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Chambers, Whittaker (01 April 1901–09 July 1961), magazine editor and anti-Communist, was born Jay Vivian Chambers in Philadelphia, Pennsylvania, the son of Jay Chambers, a staff artist on the New York World, and Laha Whittaker, an actress. Shortly after his birth, his family moved to Brooklyn, New York, then settled in Lynbrook on Long Island’s south shore. The family home was spartan and contentious, and his parents separated around 1908. It was at this time that he took the name David Whittaker. After graduating from high school, Chambers, now calling himself Charles Adams, and a friend obtained work for four months as day laborers in Washington, D.C. They then unsuccessfully sought employment in New Orleans. Late in 1919 Chambers returned to Lynbrook, agreeing to work at his father’s advertising firm in New York City. Now known as Whittaker Chambers, he also enrolled at Columbia University. Discarding the conservative Republicanism of his parents and influenced by a cadre of young intellectuals, he was attracted to Marxism. As editor in chief of the ...

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Cox, James Middleton (31 March 1870–15 July 1957), newspaper publisher and politician, was born in Jacksonburg, Ohio, the son of Eliza Andrews and Gilbert Cox, farmers. He attended a one-room school until he was sixteen. His parents divorced, and in 1886 Cox moved to nearby Middletown to live with his mother. Cox’s brother-in-law John Q. Baker, who published the ...

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Creel, George Edward (01 December 1876–02 October 1953), journalist and government administrator, was born in Lafayette County, Missouri, the son of Henry Clay Creel and Virginia Fackler, farmers. He grew up in the Missouri towns of Independence and Odessa, where his mother supported the family by sewing, gardening, and operating a boarding house, because his father was often drunk and unemployed. As a teenager, Creel ran away from home to follow county fairs, then to roam the Southwest. In 1896 he was hired as a cub reporter by the ...

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Daniels, Josephus (18 May 1862–15 January 1948), publisher, secretary of the navy, and ambassador, was born in Washington, North Carolina, during a bombardment by Union gunboats, the son of Josephus Daniels, Sr., a shipbuilder, and Mary Cleaves Seabrook. His father refused to join the Confederate forces and died in 1865. His mother raised three sons by opening a millinery shop and served as the town’s postmistress. She was later fired from the latter position because of her son’s anti-Republican editorials....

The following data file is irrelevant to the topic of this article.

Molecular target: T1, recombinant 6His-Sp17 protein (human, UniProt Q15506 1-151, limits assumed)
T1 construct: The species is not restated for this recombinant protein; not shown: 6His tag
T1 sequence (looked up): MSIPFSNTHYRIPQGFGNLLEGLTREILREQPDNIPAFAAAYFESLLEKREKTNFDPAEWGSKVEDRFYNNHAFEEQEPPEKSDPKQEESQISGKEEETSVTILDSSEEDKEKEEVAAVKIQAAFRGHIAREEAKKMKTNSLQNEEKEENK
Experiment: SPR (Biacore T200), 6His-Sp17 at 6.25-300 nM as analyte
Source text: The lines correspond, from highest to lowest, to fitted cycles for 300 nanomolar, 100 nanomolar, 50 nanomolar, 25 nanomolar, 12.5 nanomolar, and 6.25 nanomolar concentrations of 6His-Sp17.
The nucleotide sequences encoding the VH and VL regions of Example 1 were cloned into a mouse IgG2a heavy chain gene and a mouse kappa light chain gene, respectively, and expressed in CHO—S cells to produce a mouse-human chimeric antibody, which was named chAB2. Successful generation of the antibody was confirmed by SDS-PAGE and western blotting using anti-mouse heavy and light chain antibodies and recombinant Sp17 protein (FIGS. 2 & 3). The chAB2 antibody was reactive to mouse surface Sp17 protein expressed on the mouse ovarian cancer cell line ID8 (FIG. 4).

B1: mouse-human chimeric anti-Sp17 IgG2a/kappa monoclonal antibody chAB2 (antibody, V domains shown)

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Faubus, Orval (07 January 1910–14 December 1994), publisher and governor of Arkansas, was born Orval Eugene Faubus in Combs, Arkansas, the son of John Samuel Faubus and Addie Joslen, poor farmers. The elder Faubus was a follower of the Socialist party presidential nominee ...

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Flagg, Azariah Cutting (28 November 1790–24 November 1873), newspaper editor and politician, was born in Orwell, Vermont, the son of Ebenezer Flagg and Elizabeth Cutting. In 1801 his parents apprenticed him to a cousin, a Burlington, Vermont, printer who over a period of five years taught him the trade. For the next five years, he was engaged in printing and publishing, and in 1811 he moved to Plattsburgh, New York. Two years later he founded the Plattsburgh ...

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Greeley, Horace (03 February 1811–29 November 1872), newspaper editor and political figure, was born in Amherst, New Hampshire, the son of Zaccheus Greeley and Mary Woodburn, poor New England farmers. Greeley’s youth was marred by his father’s struggle to improve his family’s financial situation. During his first ten years, the family moved four times, from Amherst to Bedford, New Hampshire, back to Amherst, and in 1821 to Westhaven, Vermont. These years of economic uncertainty made a deep impression on young “Hod” Greeley. He was often absent from school because of the need to help his father; his formal education ended at the age of fourteen. Yet, both in school and on his own, he displayed a remarkable and lively intelligence. In later years Greeley paid tribute to the various influences of his Yankee childhood: the Scotch-Irish ancestry on his mother’s side and his English forebears on his father’s, the powerful hold of Calvinism, the promise of the Enlightenment from the revolutionary era....